Research suggests chronic inflammation of the intestines can trigger inflammation in joints. Crohn’s disease and rheumatoid arthritis are both classified as immune-mediated inflammatory diseases and can share common inflammatory pathways.
Peripheral arthritis can affect joints in the ankles and feet (and knees, hips, shoulders, etc) causing joint pain, fluid retention and decreased flexibility.
Typically, IBD-related peripheral arthritis is not as severe as rheumatoid arthritis, and does not usually cause lasting damage.
Crohn’s and Plantar Fasciitis
To understand how Crohn’s disease relates to plantar fasciitis, start with the entheses. Entheses are connective tissues at the site where a tendon or ligament connects with bone.
Stress and inflammatory diseases can cause inflammation, fibrosis or calcification of the entheses, leading to pain and dysfunction.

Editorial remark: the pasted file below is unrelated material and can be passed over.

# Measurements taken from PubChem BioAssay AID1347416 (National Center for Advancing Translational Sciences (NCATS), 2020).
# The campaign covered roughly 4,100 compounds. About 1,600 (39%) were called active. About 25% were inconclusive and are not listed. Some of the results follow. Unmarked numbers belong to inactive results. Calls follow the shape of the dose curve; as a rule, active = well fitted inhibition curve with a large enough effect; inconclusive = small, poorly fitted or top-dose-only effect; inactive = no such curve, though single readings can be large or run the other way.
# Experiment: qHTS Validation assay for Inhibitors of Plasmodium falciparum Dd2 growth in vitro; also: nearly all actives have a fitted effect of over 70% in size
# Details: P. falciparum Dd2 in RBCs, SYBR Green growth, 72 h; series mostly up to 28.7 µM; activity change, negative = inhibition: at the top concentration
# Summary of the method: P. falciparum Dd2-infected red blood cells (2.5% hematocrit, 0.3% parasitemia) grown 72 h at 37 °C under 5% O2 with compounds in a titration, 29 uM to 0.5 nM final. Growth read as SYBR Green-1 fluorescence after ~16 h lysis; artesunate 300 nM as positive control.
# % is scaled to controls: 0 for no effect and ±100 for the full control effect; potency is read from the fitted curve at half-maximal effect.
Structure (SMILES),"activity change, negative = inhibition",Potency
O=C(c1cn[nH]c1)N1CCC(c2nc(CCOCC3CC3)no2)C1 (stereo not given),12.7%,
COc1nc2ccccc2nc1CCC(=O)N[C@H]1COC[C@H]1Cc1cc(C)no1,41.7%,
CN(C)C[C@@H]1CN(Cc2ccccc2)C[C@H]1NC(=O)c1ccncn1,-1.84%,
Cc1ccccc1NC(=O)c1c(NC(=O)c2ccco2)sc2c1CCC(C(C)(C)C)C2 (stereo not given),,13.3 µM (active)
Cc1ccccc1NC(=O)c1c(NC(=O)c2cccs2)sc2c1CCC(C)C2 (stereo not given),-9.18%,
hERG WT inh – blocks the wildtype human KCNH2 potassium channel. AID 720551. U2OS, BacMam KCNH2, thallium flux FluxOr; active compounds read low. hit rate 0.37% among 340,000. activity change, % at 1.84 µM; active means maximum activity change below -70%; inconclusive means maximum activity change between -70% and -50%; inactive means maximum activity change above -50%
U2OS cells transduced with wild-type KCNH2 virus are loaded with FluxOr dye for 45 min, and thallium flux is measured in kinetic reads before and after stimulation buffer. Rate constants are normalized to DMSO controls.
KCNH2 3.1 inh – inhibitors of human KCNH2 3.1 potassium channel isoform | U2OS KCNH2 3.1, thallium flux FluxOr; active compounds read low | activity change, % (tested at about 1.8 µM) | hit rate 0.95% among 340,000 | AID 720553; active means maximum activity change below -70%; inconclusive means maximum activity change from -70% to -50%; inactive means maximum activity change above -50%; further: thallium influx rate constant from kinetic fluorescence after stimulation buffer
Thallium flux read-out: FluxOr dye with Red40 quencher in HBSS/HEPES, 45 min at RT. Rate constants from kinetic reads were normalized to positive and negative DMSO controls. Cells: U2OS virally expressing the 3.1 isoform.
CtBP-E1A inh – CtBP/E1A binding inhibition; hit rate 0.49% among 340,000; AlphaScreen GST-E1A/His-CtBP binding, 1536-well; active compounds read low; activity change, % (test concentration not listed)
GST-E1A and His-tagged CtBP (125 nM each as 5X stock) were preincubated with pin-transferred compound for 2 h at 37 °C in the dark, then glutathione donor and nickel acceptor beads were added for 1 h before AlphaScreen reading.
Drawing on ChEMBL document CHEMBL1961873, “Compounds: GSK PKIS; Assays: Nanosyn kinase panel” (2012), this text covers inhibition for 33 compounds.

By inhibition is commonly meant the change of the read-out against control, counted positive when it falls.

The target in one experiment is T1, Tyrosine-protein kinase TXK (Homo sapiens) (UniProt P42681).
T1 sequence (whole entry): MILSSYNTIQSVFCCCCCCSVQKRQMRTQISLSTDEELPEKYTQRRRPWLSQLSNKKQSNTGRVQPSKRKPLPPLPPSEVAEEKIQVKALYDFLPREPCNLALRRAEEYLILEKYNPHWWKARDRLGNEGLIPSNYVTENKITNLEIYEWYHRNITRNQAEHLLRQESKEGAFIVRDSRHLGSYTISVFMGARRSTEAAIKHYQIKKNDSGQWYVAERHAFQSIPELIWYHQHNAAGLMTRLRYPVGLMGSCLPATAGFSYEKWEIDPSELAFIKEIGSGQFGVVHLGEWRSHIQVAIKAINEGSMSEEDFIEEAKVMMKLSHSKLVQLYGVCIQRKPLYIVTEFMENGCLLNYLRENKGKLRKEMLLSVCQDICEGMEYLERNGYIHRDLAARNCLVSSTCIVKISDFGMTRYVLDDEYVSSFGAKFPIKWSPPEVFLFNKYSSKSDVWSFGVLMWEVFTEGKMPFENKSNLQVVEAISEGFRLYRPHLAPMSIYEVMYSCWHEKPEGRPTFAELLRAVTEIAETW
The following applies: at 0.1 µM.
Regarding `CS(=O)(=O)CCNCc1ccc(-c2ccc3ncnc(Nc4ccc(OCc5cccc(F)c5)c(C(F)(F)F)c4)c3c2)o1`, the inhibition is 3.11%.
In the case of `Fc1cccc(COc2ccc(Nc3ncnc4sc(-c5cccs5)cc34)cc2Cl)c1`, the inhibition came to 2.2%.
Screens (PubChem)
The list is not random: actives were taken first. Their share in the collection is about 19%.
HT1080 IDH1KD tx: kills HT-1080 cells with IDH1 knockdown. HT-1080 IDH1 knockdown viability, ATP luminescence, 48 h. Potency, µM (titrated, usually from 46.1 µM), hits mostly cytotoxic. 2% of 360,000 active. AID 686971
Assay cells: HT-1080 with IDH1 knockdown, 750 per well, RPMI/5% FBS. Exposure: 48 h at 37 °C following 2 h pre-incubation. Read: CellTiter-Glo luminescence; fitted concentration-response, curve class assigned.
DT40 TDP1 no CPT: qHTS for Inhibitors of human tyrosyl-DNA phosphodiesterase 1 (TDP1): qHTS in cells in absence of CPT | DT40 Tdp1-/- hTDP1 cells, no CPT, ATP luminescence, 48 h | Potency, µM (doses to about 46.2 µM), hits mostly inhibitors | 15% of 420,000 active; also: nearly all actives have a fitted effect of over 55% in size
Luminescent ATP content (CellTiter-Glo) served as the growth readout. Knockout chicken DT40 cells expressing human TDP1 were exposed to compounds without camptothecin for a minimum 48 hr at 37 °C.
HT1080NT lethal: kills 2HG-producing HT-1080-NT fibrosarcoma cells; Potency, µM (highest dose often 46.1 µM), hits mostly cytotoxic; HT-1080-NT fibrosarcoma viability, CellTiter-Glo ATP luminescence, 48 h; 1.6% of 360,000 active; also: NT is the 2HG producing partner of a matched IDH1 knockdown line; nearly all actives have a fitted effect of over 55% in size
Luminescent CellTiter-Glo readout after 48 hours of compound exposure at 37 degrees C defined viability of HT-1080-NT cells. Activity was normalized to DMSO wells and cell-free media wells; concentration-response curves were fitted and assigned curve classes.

Plantar fascia is the thick tissue on the bottom of your foot, connecting the heel bone to the toes. Inflammation of the plantar fascia causes pain and aching in the heel and arch of the foot.
Achilles Tendonitis and Crohn’s Disease
The entheses (where tendons connect to bone) can become inflamed and painful as a result of Crohn's disease.
Achilles tendonitis is the most common type of enthesitis (inflammation of the entheses, the site where tendons and ligaments connect to bone).
The Achilles tendon connects the base of your calf muscles to your heel bone at the back of the leg. Symptoms of Achilles tendonitis include heel pain, tenderness and stiffness at the back of the heel.
Achilles tendinitis is usually caused by injury or repetitive strain, especially as we get older. Crohn’s disease can also cause tendonitis, and in some cases it may be the first symptom indicating the presence of inflammation in the bowels.
Because Achilles tendonitis can make the tendon weaker and more likely to rupture, it’s important to understand what’s causing the tendonitis pain before treating the symptoms.
Why you need an expert diagnosis of your foot and ankle pain